Is Religion Outdated (as a Constitutional Category)?
“Congress shall make no law respecting an establishment of religion, or prohibiting the free exercise thereof . . .” These first words of the First Amendment would seem to designate religion as a special category in constitutional law. While acknowledging this textual designation, however, some legal scholars have come to view the category as a product of historical contingencies of the late eighteenth-century; they have doubted whether persuasive contemporary justifications are available for giving special constitutional treatment to religion. (Or at least special favorable treatment: scholars have tended to be more approving of special constitutional burdens or disabilities imposed on religion under the Establishment Clause.) So, is there any good justification today for giving special constitutional treatment to religion? In March 2014 a select group of legal scholars gathered at the University of San Diego to discuss the question: “Is Religion Outdated (as a Constitutional Category)?” This Symposium collects some of the papers that were presented and discussed at that conference.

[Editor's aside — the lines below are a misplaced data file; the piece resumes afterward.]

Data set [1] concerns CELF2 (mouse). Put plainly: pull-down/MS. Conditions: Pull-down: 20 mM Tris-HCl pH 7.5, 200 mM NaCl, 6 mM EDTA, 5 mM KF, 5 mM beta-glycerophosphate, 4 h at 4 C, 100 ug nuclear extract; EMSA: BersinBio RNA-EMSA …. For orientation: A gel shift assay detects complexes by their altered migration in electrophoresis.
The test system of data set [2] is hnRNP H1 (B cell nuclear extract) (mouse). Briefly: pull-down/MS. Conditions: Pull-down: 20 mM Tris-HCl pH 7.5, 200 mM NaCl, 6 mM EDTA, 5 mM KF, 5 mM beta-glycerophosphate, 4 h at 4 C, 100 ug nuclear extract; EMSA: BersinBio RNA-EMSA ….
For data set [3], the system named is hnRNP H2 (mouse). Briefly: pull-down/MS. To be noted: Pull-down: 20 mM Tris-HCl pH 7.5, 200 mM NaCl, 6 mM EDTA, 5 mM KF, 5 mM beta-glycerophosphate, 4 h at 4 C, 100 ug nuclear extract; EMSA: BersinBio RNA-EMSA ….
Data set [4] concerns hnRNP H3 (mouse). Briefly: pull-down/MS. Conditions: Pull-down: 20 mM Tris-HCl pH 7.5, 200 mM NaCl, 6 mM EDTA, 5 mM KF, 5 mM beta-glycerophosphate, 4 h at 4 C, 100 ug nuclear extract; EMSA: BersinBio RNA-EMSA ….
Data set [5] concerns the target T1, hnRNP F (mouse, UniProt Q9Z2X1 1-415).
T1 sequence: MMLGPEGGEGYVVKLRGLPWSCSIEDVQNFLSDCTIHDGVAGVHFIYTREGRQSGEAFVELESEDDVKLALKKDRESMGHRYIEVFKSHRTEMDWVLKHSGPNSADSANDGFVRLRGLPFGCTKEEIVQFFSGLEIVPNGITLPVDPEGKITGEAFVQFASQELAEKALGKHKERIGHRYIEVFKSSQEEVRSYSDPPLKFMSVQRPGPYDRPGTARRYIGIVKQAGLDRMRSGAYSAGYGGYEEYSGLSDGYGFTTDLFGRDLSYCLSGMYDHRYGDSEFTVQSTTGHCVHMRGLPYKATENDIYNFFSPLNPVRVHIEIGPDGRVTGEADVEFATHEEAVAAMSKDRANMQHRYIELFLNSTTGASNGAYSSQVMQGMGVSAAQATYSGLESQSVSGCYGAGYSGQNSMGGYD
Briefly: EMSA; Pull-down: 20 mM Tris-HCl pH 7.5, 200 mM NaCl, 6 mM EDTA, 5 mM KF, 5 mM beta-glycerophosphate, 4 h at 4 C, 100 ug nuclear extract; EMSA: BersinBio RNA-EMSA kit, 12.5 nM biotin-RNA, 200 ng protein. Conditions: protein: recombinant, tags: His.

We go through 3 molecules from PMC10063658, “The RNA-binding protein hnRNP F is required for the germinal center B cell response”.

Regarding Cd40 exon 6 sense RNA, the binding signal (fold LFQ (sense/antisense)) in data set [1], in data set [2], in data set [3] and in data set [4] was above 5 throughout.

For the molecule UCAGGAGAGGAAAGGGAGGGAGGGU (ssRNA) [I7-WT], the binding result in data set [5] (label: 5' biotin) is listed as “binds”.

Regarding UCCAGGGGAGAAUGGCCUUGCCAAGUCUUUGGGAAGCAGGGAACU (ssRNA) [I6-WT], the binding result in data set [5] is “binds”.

Steven D. Smith & Larry Alexander,
Introduction for the Symposium,
San Diego L. Rev.
Available at: https://digital.sandiego.edu/sdlr/vol51/iss4/8